Before he became president of Luzerne County Community College, the late Tom Moran was a newspaper guy, at one time managing editor of the Sunday Independent. He had a stock answer for anyone who asked, “Why do newspapers only print bad news?”

“Because,” he’d say, “there’s no point in announcing 2,569 houses in Pittston did NOT burn down last night.”

He made a good point, I always thought. Until I began reading the new book “Humankind,” by Rutger Bregman. According to Bregman, our obsession with “the news,” which is almost always bad news, has not been good for us as people. It’s not only made us cynics, it’s also made us generally distrustful of most everyone. We tend to take the bad stuff we see on the news and believe everyone has the potential to be bad. This can ruin our day, if not our life, and yet we can’t help ourselves. We need our daily, and in this age of smart phones, sometimes hourly news fix. Bregman likens this to poor eating habits, and then, quoting a Swiss novelist, adds, “News is to the mind what sugar is to the body.” Meaning, just like eating raw broccoli instead of a jelly donut, a headline proclaiming all the houses did not burn down might not excite us, but it’s better for us in the long run.

The premise of Bregman’s book is that the prevailing belief that mankind by nature is governed primarily by self-interest, and if left unchecked, prone to evil deeds, a belief that has formed the basis of everything from laws to religions, is wrong. Bregman argues, and with real-life examples, that humans are “hardwired for kindness, geared toward cooperation rather than competition, and are more inclined to trust rather than distrust one another.”

At our core, he says, humans are good, decent, loving and caring creatures.

I immediately bought a second copy of this book and sent it to my son in Los Angeles with this note: “As a father of a brand new baby, you have to hope this guy is right.”

Actually, we all have to hope this guy is right.

I know I do. I need to believe in the goodness of humans. And I can provide an example of my own to help make Rutger Bregman’s case.

For 30 years, the door of my office at the community college has stood wide open. I could be teaching a class in another part of the building, or attending a meeting all the way across campus, and still my office is open.

It’s open so students can have access to what’s inside: a refrigerator full of soda and a file cabinet packed with candy, cookies, chips and pretzels. Often, there are boxes of donuts or cupcakes. All of this is free for the taking.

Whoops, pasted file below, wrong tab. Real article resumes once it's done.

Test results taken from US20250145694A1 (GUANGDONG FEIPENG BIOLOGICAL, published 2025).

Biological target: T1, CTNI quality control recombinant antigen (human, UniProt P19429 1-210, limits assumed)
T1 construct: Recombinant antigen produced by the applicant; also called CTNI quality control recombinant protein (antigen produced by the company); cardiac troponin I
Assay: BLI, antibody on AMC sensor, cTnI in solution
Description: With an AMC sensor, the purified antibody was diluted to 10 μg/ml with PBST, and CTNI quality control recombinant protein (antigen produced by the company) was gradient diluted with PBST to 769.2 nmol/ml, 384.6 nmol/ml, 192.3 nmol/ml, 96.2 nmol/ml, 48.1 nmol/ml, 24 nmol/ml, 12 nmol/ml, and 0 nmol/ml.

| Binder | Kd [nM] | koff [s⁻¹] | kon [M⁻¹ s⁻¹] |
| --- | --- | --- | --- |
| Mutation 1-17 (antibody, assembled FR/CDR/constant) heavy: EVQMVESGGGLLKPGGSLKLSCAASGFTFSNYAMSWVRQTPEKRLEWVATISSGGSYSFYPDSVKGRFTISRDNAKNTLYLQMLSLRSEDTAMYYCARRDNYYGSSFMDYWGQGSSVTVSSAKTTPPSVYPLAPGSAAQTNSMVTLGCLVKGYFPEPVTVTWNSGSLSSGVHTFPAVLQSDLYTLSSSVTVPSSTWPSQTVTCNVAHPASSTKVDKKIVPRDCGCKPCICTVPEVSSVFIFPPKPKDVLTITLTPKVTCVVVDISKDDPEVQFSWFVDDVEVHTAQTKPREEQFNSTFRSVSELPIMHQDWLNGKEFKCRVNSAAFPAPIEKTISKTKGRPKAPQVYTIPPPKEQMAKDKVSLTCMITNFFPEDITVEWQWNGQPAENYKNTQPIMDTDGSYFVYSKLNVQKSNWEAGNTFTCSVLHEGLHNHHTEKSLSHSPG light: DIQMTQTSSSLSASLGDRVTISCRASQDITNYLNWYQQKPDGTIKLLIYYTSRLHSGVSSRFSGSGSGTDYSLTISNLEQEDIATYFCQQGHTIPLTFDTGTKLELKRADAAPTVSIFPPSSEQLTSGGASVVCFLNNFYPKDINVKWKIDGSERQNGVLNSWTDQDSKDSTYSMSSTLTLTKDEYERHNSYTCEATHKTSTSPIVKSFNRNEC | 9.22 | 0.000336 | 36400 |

I began providing these things when I became aware of the number of students who show up on campus without a cent in their pockets. In my classes, I developed this routine that has become somewhat of my trademark. If a student says something particularly brilliant or clever, I give them a quarter. At the end of one semester, a student told me that one day he wound up being awarded five quarters, and it meant he could take the bus home instead of walking the eight miles. So, yes, the sodas and goodies are free.

My office is filled with many other things as well. Books and magazines, pens and pencils, all sorts of trinkets, a stapler and tape dispenser, my sport coat on a hanger, a computer, and even my car keys. And throughout all of these years, nothing has ever gone missing. The students help themselves to a drink and a snack and nothing else.

Sometimes a fellow professor might stop in for a soda. I know when this happens because on such occasions I find a dollar on top of the fridge. I leave it lying there. At times there may be three or four dollar bills or more. I don’t touch them. And neither does anyone else. Sitting nearby is a little St. Louis Cardinals batting helmet that once contained a hot fudge sundae from Dairy Queen. I keep it filled with quarters. They go untouched too.

The thing is, if someone were to grab a dollar or two or a few quarters, or even all the dollars and all the quarters, I wouldn’t mind. I’d chalk it up to bus fare. And actually feel good about it.

What this all comes down to, I believe, is that if you treat people as though they are trustworthy, they become trustworthy.

These wonderful, decent, respectful, students may not make the news, but they certainly make me better able to handle the news.

Ed Ackerman writes The Optimist every week. Look for his blogs online during the week at

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